Launching a small business is challenging, and many aspiring entrepreneurs struggle for years trying to make their business successful without success. Sustainably growing a small business is a challenge that requires a different set of strategies and tactics. According to car dealership mogul Hooman Nissani, here are five things that growth-oriented small business owners need to keep in mind in order to get to the next level:
1. Turn Processes into Systems
When they launch, many small businesses use manual processes for functions like invoicing, inventory management, email marketing, and so on. However, these processes eventually become an obstacle to scaling because they are inefficient, costly, prone to human error, and difficult to standardize. That’s where systems enter the picture and make a transformative difference. While capital and customers are obviously essential for business growth and success, what most small business owners need more than anything else is time so they can calibrate their vision, sharpen their focus, and work at the executive level instead of getting bogged down with administrative and clerical work. Hooman Nissani believes that using technology to turn manual processes into repeatable, automated systems can effectively unleash dozens of hours a week that can be spent on profitable activities and top priorities.
2. Optimize the Sales Funnel
Many small business owners have vast amounts of customer data at their disposal, which can and should be used to optimize the sales funnel — which ultimately opens the door to selling more in a shorter period, while enhancing customer experience and boosting repeat business and referrals.
Hooman Nissani states that: “A critical and often overlooked part of sales funnel analysis is figuring out the reasons why qualified prospects exit the relationship. This analysis could lead to new product development, or a re-oriented sales strategy that turns more of these prospects into long-term, loyal customers.”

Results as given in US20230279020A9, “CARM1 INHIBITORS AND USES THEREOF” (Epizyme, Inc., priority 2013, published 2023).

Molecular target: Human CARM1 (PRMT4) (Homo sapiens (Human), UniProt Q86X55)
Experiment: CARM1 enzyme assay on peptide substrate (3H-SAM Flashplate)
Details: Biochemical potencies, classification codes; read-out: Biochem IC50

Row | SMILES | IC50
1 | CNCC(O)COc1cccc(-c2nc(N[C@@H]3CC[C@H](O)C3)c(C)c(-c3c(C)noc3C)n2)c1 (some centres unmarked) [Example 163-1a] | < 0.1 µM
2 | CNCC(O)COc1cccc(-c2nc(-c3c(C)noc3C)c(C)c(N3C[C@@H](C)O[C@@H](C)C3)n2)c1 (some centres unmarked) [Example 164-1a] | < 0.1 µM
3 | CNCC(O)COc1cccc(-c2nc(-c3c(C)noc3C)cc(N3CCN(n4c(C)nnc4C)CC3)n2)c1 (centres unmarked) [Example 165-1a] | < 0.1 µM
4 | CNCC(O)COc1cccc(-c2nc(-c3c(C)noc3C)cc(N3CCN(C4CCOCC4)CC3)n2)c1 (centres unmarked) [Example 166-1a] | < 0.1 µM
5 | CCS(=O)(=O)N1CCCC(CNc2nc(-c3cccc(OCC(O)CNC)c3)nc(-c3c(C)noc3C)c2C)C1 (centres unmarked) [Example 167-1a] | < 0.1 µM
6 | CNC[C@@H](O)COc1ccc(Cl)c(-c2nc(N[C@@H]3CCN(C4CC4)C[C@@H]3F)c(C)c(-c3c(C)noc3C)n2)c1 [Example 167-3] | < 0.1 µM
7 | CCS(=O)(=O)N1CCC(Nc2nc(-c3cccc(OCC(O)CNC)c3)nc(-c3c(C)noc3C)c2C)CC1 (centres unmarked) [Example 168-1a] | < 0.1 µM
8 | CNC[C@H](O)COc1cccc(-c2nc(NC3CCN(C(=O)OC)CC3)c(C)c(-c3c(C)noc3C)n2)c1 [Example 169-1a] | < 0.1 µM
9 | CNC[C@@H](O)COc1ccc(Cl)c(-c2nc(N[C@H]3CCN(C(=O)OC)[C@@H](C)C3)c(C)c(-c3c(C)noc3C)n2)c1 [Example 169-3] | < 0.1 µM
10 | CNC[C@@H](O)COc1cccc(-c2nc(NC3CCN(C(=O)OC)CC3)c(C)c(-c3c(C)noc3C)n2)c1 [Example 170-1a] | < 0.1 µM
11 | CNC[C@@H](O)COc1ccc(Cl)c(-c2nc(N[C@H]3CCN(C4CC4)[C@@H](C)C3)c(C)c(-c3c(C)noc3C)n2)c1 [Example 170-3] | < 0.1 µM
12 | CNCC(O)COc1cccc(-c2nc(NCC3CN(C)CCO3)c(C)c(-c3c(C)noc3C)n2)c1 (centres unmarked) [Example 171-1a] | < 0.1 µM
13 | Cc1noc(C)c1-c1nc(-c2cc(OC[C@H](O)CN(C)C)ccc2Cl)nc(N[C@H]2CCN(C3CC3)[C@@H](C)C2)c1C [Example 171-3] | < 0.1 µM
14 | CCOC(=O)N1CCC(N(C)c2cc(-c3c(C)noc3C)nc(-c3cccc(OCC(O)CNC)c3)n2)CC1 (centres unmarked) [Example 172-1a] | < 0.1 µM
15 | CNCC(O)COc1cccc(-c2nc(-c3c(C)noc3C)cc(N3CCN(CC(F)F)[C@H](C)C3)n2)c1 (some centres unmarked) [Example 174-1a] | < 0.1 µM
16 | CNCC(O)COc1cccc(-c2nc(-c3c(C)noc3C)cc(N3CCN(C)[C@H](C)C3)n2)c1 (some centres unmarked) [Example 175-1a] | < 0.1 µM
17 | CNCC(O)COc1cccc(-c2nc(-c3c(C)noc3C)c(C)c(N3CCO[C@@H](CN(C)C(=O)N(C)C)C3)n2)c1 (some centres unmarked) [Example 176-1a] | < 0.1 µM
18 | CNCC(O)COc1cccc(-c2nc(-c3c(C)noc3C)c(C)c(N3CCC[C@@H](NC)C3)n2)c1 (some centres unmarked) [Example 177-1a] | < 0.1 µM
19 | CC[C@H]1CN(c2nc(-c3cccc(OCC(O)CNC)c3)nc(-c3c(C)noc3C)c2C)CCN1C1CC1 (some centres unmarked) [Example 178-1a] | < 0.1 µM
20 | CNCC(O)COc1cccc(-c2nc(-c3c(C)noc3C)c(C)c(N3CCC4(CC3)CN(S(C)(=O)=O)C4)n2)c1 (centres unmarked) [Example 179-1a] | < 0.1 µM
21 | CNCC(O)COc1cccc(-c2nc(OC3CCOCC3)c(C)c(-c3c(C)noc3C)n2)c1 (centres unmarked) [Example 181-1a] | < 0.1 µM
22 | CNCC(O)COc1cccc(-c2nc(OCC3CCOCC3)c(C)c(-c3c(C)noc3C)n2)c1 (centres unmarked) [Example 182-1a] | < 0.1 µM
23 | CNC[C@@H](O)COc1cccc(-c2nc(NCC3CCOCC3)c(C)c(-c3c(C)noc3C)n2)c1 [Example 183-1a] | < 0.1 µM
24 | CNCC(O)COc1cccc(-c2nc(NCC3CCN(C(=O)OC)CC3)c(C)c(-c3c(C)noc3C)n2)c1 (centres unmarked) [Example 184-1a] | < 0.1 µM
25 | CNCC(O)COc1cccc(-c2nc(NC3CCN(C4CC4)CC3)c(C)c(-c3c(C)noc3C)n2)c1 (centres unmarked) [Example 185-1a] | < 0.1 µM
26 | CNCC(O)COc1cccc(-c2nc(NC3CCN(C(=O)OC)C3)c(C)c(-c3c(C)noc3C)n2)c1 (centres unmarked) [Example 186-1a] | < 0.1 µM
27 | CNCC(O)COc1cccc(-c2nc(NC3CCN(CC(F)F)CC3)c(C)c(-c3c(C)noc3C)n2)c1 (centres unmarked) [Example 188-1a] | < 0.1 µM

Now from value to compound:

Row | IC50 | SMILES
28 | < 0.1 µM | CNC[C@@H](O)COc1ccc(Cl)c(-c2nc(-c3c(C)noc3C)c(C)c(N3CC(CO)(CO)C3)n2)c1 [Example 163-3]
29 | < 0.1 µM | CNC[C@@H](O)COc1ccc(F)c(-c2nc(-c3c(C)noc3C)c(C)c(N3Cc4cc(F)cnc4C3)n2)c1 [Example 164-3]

3. Develop Strategic Partnerships
Many small business owners think that they need to be significantly larger and more established before they can develop strategic partnerships. However, while this may have been the case decades ago, it certainly isn’t the situation now. These days, even bootstrapping start-ups are leveraging strategic partnerships to do everything from generate brand visibility in a crowded marketplace, to onboard profitable new customers. Small business owners should start by exploring potential strategic partnerships in their local area to determine if there are viable co-branding or referral relationships. Hooman Nissani cannot overstate the importance of ensuring that any potential partners are complimentary instead of competitive, and that there are clear commitments in place. For example, if the arrangement is to cross-promote on each business’s website, then make sure that expectations are aligned, fair and in writing.
4. Get Outside Help
The good news is that there are many qualified and reputable consultants who specialize in helping small businesses get to the next level. The bad news is that there are just as many — if not perhaps more — pseudo-consultants out there who can barely run their own business, let alone help someone else elevate theirs. To connect with the former and avoid the latter, small business owners need to conduct due diligence and confirm that the expert they’re working with is the real deal vs. someone who knows little more than a bunch of buzzwords. Legitimate consultants never engage in aggressive sales tactics, and they don’t make wild, hype-driven promises or claim to have secret insider knowledge. Hooman Nissani explains that experts have extensive, proven experience enabling small businesses to make smart, data-driven decisions that drive sustained growth.
5. Utilize social media
In the past, utilizing social media generally meant having a Facebook and Twitter presence. While these heavyweights are still vital, small businesses that want to expand their marketplace and drive visibility need to enlarge their social media footprint by, for example, showcasing their offerings and brand on platforms like YouTube, Instagram, Pinterest, Spiceworks for tech-driven companies, and LinkedIn for firms in the business to business space.
Adds Hooman Nissani: “All of these social media properties need to be part of a cohesive program of generating and distributing fresh, relevant content, and driving engagement from both existing and prospective customers. Small business owners that don’t have the in-house capacity to handle this function should seriously consider outsourcing to a qualified and reputable agency.”
The Bottom Line
Growing a small business can be exciting — but also stressful. There are opportunities to exploit, and pitfalls to avoid. Keeping Hooman Nissani’s advice in mind will go a long way towards making the road ahead smooth, straightforward and successful.